There are two equally important game initiatives the Suns must accomplish on Wednesday in order to have a good chance of beating the Eastern Conference-leading Boston Celtics.
For starters, the Suns’ guards MUST slow down Rajon Rondo in the open court.
Rondo has become an elite point guard in this league and is especially skilled at pushing the ball and either getting to the basket for a layup or a trip to the line or driving and dishing to Kevin Garnett or Kendrick Perkins for a dunk, short jumper or once again a trip to the charity stripe.
If the Suns’ guards can slide their feet and get in front of Rondo in the open floor, he will either have to settle for 12- to 15-footers on the break or dish to Ray Allen, Eddie House or a trailing Rasheed Wallace for threes or medium-range jump shots in transition or the half court.
That’s a lesson the Suns should have learned after Rondo’s dominant 32-point, 10-assist six-rebound performance last season in Phoenix that resulted in a 20-point Boston victory.
Did I mention this victory was accomplished without Kevin Garnett in the lineup?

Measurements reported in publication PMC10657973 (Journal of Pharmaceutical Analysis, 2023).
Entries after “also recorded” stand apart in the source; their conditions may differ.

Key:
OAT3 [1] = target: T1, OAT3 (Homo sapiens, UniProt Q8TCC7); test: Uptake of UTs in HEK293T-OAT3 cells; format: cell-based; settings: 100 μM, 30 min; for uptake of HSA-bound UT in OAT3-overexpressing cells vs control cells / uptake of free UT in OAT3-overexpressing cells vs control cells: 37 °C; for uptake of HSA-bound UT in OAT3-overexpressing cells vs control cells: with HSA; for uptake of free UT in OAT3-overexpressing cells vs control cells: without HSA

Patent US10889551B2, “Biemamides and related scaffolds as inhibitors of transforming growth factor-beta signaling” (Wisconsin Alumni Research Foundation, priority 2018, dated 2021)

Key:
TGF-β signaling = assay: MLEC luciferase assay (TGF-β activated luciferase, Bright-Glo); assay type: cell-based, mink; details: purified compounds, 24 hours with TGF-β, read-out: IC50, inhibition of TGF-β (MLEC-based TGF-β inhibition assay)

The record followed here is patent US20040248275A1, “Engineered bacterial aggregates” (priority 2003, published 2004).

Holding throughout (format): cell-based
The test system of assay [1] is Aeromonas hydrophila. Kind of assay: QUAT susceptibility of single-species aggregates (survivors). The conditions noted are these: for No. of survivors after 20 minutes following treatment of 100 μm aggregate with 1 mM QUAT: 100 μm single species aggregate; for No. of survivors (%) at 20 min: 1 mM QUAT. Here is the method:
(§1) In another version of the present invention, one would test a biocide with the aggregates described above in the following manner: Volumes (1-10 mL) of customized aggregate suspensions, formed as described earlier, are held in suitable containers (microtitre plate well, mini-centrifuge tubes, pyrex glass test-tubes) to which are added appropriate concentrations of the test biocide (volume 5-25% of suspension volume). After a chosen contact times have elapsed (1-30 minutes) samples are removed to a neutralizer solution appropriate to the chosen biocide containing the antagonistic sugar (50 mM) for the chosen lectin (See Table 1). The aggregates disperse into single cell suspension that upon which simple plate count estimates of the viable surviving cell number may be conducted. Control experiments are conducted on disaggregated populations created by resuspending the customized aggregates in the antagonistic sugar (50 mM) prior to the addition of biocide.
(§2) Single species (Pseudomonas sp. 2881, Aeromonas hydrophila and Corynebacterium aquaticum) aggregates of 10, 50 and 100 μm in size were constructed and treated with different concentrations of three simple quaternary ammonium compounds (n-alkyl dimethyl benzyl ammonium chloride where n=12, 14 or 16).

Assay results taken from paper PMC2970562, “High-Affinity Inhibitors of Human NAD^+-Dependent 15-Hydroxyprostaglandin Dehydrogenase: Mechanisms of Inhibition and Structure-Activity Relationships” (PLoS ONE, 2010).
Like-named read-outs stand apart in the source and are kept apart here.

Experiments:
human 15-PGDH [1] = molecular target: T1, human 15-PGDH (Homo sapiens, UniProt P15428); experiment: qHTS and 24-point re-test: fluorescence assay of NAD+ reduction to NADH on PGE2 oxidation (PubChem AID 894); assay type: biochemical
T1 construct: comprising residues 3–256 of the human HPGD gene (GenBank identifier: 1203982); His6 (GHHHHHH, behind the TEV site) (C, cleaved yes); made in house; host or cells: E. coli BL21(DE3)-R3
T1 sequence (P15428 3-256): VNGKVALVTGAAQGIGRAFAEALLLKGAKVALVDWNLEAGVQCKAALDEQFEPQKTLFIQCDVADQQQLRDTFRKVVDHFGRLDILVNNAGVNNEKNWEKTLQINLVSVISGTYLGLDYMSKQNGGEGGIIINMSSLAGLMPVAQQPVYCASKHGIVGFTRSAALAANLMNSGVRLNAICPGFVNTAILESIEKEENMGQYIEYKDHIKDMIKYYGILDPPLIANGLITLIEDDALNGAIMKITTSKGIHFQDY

It is also imperative for Phoenix to play excellent help defense, getting the ball out of Rondo’s hands both on the break and in the half court.
Rondo is extremely quick, but with Goran Dragic and Leandro Barbosa back in the lineup, the Suns have a few quick guards they can throw at Rondo on the defensive end.
Now, you might think it is crazy to leave a Hall of Fame bound guard like Ray Allen for an open three in order to stop Rondo but let’s take a closer look at the numbers.
If you take out the contributions of Paul Pierce, who will be out of the lineup Wednesday with an infected right knee, the Celtics would have the league’s WORST team shooting percentage from behind the arc.
Ray Allen himself is suffering through the worst three-point shooting season of his career at 35.4 percent.
Rasheed Wallace is far worse, connecting on a beyond anemic 28.9 percent from three, his worst clip since integrating the three ball into his repertoire earlier this decade.
This season he is hoisting just under five a game, which is great for opposing teams because not only does this more often than not mean a defensive rebound, it also limits the post-up opportunities for someone Hubie Brown calls one of the best post players in the game.
In fact, after winning nine road contests in a row, the C’s lost to both the Clippers and Warriors in their past two road games, losses in which Allen and Wallace were a combined 4-for-21 from long range (19.1 percent).
To quote the movie Knocked Up: “I mean, I’m not a mathematician.” But I feel pretty confident in saying that’s not what Doc had in mind when Boston acquired Wallace from Detroit.
Rasheed and Ray’s long misses lead to long rebounds, which will let the Suns run and prevent the league’s toughest defensive team (yielding 96.3 points per 100 possessions) from grinding Phoenix out in the half court.